By Paul Tennant
---- — NORTH ANDOVER — The condominium association for 85 Flagship Drive faces a fine of at least $300 due to an alleged wetland violation, Conservation Administrator Jennifer Hughes says.
A few weeks ago, an anonymous caller complained that sediment from a drainage ditch around the parking lot of the building was flowing into a nearby wetland, Hughes said. The Conservation Commission made it clear at its July 10 meeting that the problem needed to be fixed.
Conservation Commission member Albert Manzi Jr. said at that time the ditch flows into the wetland, which in turn feeds Mosquito Brook. The brook is part of the Ipswich River watershed, Manzi noted.
Hughes told the commission Wednesday night that a contractor had begun working on the ditch Monday — but the violation remained.
“So hundreds of gallons of sedimentation are still flowing into the wetlands,” said Manzi, who recommended at the July 10 meeting that a load of three-quarter-inch stone would be sufficient to filter out the sediment.
“We’ll check again tomorrow,” Hughes said. In the meantime, she has begun fining the condo association $100 per day, she said. Hughes and Conservation Commission members noted the situation at 85 Flagship Drive is complicated by the fact that the building does not have a single owner.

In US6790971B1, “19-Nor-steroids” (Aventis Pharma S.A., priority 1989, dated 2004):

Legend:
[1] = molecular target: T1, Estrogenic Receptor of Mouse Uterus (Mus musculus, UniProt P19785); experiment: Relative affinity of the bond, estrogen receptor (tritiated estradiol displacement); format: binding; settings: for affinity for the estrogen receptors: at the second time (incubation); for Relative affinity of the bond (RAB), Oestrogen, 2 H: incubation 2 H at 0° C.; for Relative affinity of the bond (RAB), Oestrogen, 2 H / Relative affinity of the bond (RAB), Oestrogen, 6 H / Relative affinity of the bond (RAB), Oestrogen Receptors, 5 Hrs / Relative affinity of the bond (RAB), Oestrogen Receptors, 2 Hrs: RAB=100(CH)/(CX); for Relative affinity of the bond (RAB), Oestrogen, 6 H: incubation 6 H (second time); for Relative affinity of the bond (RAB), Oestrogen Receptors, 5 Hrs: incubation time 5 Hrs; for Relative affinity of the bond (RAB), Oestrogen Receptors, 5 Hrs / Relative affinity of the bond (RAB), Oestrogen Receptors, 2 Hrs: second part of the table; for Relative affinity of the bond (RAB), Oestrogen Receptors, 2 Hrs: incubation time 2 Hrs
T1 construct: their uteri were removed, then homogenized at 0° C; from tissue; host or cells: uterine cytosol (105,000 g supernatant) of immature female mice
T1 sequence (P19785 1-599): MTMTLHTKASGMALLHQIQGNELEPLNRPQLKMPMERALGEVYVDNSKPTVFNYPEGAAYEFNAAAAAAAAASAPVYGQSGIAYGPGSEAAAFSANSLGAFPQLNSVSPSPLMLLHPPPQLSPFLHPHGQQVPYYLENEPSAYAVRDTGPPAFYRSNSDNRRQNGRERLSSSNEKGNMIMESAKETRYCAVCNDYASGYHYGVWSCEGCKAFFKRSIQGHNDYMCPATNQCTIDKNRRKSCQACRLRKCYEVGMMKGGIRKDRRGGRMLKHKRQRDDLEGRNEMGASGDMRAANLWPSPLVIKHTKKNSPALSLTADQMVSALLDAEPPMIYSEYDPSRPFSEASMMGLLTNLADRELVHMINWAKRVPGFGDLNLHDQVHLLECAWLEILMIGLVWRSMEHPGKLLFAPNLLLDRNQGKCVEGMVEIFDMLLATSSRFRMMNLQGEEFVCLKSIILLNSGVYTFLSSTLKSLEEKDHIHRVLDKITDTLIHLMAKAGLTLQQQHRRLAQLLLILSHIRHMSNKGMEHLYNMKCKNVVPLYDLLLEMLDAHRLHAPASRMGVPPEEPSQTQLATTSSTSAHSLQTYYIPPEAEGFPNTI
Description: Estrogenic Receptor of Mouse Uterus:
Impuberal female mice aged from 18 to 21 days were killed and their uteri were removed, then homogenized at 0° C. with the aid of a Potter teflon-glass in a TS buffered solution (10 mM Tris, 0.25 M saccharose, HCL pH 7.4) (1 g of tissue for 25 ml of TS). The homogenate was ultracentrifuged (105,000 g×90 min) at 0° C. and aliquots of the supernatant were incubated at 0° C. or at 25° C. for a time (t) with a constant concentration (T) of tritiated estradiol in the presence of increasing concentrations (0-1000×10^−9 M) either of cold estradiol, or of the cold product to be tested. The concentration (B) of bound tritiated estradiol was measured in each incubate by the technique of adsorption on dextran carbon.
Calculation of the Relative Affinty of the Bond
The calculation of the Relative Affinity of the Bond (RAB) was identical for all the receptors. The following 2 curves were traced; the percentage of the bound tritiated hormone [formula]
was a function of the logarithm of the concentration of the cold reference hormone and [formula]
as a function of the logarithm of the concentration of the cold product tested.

Each business there owns its space. Mark Scollard, the president of the condo group, told The Eagle-Tribune a couple of weeks ago the ditch needed to be fixed because of chronic flooding of the parking lot. He said he had every intention of correcting the wetland violation.
Scollard owns and operates Cal-Pak Inc., a firm that designs, sells and installs packaging equipment.
The commission was scheduled to review the stormwater management plan submitted by Angus Realty Corp., owner of Butcher Boy Plaza near Routes 125 and 133. Angus Realty intends to build an office building that will be rented by Pentucket Bank of Haverhill.
The commission granted the applicant a continuance until Aug. 28. Because the office would be within 400 feet of Lake Cochichewick, the town’s drinking water supply, stricter stormwater management standards apply, according to Planning Board and Conservation Commission members. They maintain the underground detention system proposed by the applicant does not satisfy state Department of Environmental Protection regulations.
The commission voted unanimously to release the remaining $18,500 of a bond posted by Aimco, the Denver corporation that owns the Royal Crest Apartments on Route 114. Kenneth Lania, engineer for the massive drainage project Aimco is undertaking, requested the release of the full $37,000 bond on July 10.
The commission, however, had not at that time received notice from Lisa Eggleston, an engineer who advises the town on drainage projects, that she had reviewed and approved Lania’s plan. The board ended up releasing $18,500 then and by last night, with Eggleston’s OK in hand, was willing to part with the second $18,500.